Glial cells play important roles in the development and homeostasis of metazoan nervous systems. However, while their involvement in the development and function in the central nervous system (CNS) of vertebrates is increasingly well understood, much less is known about invertebrate glia and the evolutionary history of glial cells more generally. An investigation into amphioxus glia is therefore timely, as this organism is the best living proxy for the last common ancestor of all chordates, and hence provides a window into the role of glial cell development and function at the transition of invertebrates and vertebrates. We report here our findings on amphioxus glia as characterized by molecular probes correlated with anatomical data at the transmission electron microscopy (TEM) level. The results show that amphioxus glial lineages express genes typical of vertebrate astroglia and radial glia, and that they segregate early in development, forming what appears to be a spatially separate cell proliferation zone positioned laterally, between the dorsal and ventral zones of neural cell proliferation. Our study provides strong evidence for the presence of vertebrate-type glial cells in amphioxus, while highlighting the role played by segregated progenitor cell pools in CNS development. There are implications also for our understanding of glial cells in a broader evolutionary context, and insights into patterns of precursor cell deployment in the chordate nerve cord.

Amphioxus neuroglia: Molecular characterization and evidence for early compartmentalization of the developing nerve cord

Bozzo M.;Obino V.;Marcenaro E.;Bachetti T.;Pestarino M.;Candiani S.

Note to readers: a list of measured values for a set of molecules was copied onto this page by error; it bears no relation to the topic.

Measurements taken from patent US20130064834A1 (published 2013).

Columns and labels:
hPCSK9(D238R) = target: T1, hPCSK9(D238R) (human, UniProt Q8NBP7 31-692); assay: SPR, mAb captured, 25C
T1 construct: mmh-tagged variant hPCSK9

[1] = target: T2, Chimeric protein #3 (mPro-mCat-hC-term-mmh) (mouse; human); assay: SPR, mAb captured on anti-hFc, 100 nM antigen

2021

Abstract

Glial cells play important roles in the development and homeostasis of metazoan nervous systems. However, while their involvement in the development and function in the central nervous system (CNS) of vertebrates is increasingly well understood, much less is known about invertebrate glia and the evolutionary history of glial cells more generally. An investigation into amphioxus glia is therefore timely, as this organism is the best living proxy for the last common ancestor of all chordates, and hence provides a window into the role of glial cell development and function at the transition of invertebrates and vertebrates. We report here our findings on amphioxus glia as characterized by molecular probes correlated with anatomical data at the transmission electron microscopy (TEM) level. The results show that amphioxus glial lineages express genes typical of vertebrate astroglia and radial glia, and that they segregate early in development, forming what appears to be a spatially separate cell proliferation zone positioned laterally, between the dorsal and ventral zones of neural cell proliferation. Our study provides strong evidence for the presence of vertebrate-type glial cells in amphioxus, while highlighting the role played by segregated progenitor cell pools in CNS development. There are implications also for our understanding of glial cells in a broader evolutionary context, and insights into patterns of precursor cell deployment in the chordate nerve cord.
File in questo prodotto:
Non ci sono file associati a questo prodotto.

I documenti in IRIS sono protetti da copyright e tutti i diritti sono riservati, salvo diversa indicazione.

Utilizza questo identificativo per citare o creare un link a questo documento: https://hdl.handle.net/11567/1044134
 Attenzione

Attenzione! I dati visualizzati non sono stati sottoposti a validazione da parte dell'ateneo

Citazioni
  • ???jsp.display-item.citation.pmc??? 4
  • Scopus 5
  • ???jsp.display-item.citation.isi??? 6
social impact